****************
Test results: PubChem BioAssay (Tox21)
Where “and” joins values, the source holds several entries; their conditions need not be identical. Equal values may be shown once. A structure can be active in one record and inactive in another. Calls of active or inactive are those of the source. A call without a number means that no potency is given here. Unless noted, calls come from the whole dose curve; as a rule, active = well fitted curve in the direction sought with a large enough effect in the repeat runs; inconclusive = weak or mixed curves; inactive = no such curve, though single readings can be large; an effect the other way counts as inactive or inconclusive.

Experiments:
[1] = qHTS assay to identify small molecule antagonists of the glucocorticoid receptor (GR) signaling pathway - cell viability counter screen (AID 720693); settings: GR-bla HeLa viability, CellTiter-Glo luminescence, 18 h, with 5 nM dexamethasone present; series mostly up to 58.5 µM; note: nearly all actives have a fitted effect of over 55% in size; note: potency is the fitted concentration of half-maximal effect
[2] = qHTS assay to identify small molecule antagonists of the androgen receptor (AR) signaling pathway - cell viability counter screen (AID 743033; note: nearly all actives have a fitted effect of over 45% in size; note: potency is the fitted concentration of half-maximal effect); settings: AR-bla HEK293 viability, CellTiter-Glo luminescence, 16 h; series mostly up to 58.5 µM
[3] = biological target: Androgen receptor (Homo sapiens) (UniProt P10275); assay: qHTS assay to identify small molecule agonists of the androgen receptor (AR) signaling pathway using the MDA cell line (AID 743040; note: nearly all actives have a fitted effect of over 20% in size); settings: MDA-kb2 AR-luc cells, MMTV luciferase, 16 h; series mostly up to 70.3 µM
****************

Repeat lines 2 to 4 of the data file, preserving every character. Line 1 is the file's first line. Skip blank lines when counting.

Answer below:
Where “and” joins values, the source holds several entries; their conditions need not be identical. Equal values may be shown once. A structure can be active in one record and inactive in another. Calls of active or inactive are those of the source. A call without a number means that no potency is given here. Unless noted, calls come from the whole dose curve; as a rule, active = well fitted curve in the direction sought with a large enough effect in the repeat runs; inconclusive = weak or mixed curves; inactive = no such curve, though single readings can be large; an effect the other way counts as inactive or inconclusive.

Experiments:
[1] = qHTS assay to identify small molecule antagonists of the glucocorticoid receptor (GR) signaling pathway - cell viability counter screen (AID 720693); settings: GR-bla HeLa viability, CellTiter-Glo luminescence, 18 h, with 5 nM dexamethasone present; series mostly up to 58.5 µM; note: nearly all actives have a fitted effect of over 55% in size; note: potency is the fitted concentration of half-maximal effect